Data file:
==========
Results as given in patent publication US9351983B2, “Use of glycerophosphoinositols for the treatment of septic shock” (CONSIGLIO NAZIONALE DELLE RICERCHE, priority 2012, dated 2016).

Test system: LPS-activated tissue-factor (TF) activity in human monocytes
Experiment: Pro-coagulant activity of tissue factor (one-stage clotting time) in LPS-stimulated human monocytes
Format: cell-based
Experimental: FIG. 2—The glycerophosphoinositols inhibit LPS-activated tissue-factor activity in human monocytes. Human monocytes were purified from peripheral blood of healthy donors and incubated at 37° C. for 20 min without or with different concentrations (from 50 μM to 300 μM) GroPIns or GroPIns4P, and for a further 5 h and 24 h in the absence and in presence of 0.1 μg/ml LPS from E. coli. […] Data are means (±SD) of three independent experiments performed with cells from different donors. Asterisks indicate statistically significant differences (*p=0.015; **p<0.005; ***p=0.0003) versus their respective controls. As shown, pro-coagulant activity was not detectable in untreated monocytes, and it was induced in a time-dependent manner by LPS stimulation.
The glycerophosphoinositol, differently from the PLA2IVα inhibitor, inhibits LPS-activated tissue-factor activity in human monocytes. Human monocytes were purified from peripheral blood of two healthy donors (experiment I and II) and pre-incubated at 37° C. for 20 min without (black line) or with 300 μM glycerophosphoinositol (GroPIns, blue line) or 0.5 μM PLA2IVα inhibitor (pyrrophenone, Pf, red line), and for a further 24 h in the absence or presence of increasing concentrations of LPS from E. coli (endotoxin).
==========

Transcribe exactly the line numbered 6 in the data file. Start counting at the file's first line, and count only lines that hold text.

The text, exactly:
The glycerophosphoinositol, differently from the PLA2IVα inhibitor, inhibits LPS-activated tissue-factor activity in human monocytes. Human monocytes were purified from peripheral blood of two healthy donors (experiment I and II) and pre-incubated at 37° C. for 20 min without (black line) or with 300 μM glycerophosphoinositol (GroPIns, blue line) or 0.5 μM PLA2IVα inhibitor (pyrrophenone, Pf, red line), and for a further 24 h in the absence or presence of increasing concentrations of LPS from E. coli (endotoxin).